Jobless with no safety net falling through cracks in EI

Posted on September 18, 2009 in Debates, Governance Debates, Social Security Debates – Opinion – Jobless with no safety net falling through cracks in EI: Now is the time to bring EI back to its core mission of insuring against income loss during unexpected periods of unemployment
September 18, 2009.   Jeremy Leonard, Senior Fellow at the Institute for Research on Public Policy

When the ranks of Canada’s unemployed swelled in the midst of the recession earlier this year, the adequacy of employment insurance was called into question from many quarters. Disagreement about just what is right or wrong with the program nearly precipitated a summer election and could very well contribute to the fall of the government this autumn.

Much of the debate thus far has focused on whether to reduce the number of hours required to qualify. The opposition parties are in favour of reducing the work requirement to 360 hours (the equivalent of about 11 35-hour weeks) in all regions of Canada. Under the current scheme, minimum hours required to qualify range from 420 to 700, depending on regional economic conditions.

The Conservatives contend that the status quo in this regard is appropriate, preferring instead, as announced earlier this week, to extend benefits for long-tenured workers with minimal past use of the system.

The narrow focus on minimum work requirements and length of benefits is unfortunate, because any changes in this regard will have fairly small effects on unemployment trends and EI coverage.

The more serious issues – in particular, how to adjust EI funding to encourage firms to use layoffs as a last rather than first resort for dealing with economic recessions – have been largely absent in public debate. It would be unfortunate if politicians and policy-makers do not reflect on these challenges and offer some pragmatic solutions.

The basic concern voiced in a number of quarters is that EI has not been responsive enough to rising unemployment, meaning that many newly laid-off workers are suddenly finding themselves without a safety net.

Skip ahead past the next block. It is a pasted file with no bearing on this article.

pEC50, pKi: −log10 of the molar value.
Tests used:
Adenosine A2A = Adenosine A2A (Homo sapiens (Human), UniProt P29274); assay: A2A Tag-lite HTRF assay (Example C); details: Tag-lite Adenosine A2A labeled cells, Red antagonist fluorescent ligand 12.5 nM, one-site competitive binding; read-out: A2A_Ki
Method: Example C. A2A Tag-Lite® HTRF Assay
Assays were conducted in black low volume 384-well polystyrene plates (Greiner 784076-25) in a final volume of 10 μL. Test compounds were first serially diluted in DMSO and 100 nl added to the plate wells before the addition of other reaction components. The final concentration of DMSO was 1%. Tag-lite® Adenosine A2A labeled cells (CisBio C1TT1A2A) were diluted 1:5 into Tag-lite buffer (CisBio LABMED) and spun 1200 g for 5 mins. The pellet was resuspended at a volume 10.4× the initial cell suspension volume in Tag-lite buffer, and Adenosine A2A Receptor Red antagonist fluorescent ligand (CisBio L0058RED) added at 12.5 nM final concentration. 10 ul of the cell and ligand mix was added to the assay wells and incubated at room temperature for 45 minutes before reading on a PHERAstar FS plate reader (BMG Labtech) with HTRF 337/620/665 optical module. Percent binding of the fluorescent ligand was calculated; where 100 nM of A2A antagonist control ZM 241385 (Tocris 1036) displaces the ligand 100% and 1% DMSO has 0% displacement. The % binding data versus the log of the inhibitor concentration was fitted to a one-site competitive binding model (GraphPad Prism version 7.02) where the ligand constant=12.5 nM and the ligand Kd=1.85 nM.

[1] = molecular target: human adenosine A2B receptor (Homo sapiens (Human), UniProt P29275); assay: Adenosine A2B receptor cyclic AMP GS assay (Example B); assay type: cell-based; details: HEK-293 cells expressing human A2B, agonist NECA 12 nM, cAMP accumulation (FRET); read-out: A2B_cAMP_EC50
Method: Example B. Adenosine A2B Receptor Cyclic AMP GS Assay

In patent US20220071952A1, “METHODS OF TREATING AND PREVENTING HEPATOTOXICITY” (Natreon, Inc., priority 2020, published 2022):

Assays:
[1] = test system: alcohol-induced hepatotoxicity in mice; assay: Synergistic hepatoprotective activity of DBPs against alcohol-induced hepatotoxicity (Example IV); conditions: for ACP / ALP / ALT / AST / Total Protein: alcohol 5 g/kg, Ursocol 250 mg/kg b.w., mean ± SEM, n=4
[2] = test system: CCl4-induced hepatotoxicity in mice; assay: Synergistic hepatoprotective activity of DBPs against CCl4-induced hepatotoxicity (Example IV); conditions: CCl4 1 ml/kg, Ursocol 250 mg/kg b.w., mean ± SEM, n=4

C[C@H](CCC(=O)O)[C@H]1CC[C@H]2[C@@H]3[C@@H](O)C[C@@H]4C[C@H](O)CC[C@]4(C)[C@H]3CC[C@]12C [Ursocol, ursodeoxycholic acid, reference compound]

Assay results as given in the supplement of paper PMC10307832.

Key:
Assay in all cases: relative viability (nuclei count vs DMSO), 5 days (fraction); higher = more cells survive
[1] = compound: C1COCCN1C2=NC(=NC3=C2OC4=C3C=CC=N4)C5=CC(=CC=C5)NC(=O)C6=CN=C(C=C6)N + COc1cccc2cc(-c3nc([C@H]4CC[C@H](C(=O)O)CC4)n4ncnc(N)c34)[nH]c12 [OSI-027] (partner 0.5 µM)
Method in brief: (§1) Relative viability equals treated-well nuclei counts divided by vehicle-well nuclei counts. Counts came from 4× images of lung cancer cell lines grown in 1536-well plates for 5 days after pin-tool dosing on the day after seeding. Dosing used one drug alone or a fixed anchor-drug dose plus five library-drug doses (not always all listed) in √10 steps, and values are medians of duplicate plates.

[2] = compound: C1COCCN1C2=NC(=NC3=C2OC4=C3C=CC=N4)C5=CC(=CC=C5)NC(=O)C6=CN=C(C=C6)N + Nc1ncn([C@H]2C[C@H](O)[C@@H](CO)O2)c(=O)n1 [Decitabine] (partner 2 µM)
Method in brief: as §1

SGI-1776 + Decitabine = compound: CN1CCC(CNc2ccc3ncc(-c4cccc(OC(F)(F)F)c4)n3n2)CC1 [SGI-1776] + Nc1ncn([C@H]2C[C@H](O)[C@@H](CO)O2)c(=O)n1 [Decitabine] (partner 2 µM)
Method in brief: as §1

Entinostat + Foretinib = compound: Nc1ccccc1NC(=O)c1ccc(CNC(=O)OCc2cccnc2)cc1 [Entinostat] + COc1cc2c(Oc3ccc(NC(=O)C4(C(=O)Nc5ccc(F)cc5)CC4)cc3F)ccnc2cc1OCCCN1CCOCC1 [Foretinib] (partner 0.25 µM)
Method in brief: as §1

The reason seems obvious: Prior to the recession, it was widely pointed out, only about 40 per cent of unemployed Canadians received EI benefits, and this ratio increased only marginally as the recession took hold.

But at the national level, this assertion is plain wrong. A better way to judge the responsiveness of EI to deteriorating economic conditions is to look at changes in unemployment and EI beneficiaries during the recession, and this picture tells quite a different story.

From the beginning of the recession last October through April – the worst of the economic crisis – the number of unemployed Canadians increased by 567,000, and 462,000 Canadians were added to the EI rolls over the same period.

While not a strict apples-to-apples comparison (the data reflect net rather than gross labour force changes), this implies that slightly more than 80 per cent of the net increase in unemployment was “covered” by a corresponding increase in EI beneficiaries. This improves to nearly 90 per cent if we focus our attention on the 25-and-over demographic group, which comprises the vast bulk of families.

The 2008-09 recession has underscored some regional inequities under current eligibility rules, which tie hours required to qualify to the regional unemployment rate. Because they had relatively low unemployment rates coming into the recession, the areas of the country hardest hit – the Alberta oil patch and southern Ontario – had the stiffest eligibility requirements until recently.

Increases in EI beneficiaries have amounted to less than 70 per cent of the increase in unemployment in Alberta and Ontario since the beginning of the recession, compared to nearly 85 per cent in Canada as a whole. Moving to a uniform national eligibility requirement during recessions would alleviate this problem.

It is too late for EI reform to help combat the 2008-09 recession, which may already be in the past. But the heightened attention to the program provides a golden opportunity to bring EI back to its core mission of insuring against income loss during unanticipated periods of unemployment.

To function effectively and provide the right incentives, EI premiums paid must to some extent reflect the probability of needing benefits. Such “experience rating,” used throughout the United States, is completely absent from Canada’s EI system. Firms pay the same premiums irrespective of their history of layoffs, and workers receive the same benefits irrespective of the frequency with which they make claims. Thus, firms have no incentive to minimize layoffs in economic hard times because they pay no penalty for not doing so.

Politicians and policy-makers should not allow this window of opportunity for more fundamental change to close. EI reform has always been a political hot potato, but the stars may be as well aligned as they can be.

Jeremy Leonard is the author of “Time to get real on EI reform,” published in the September issue of Policy Options.


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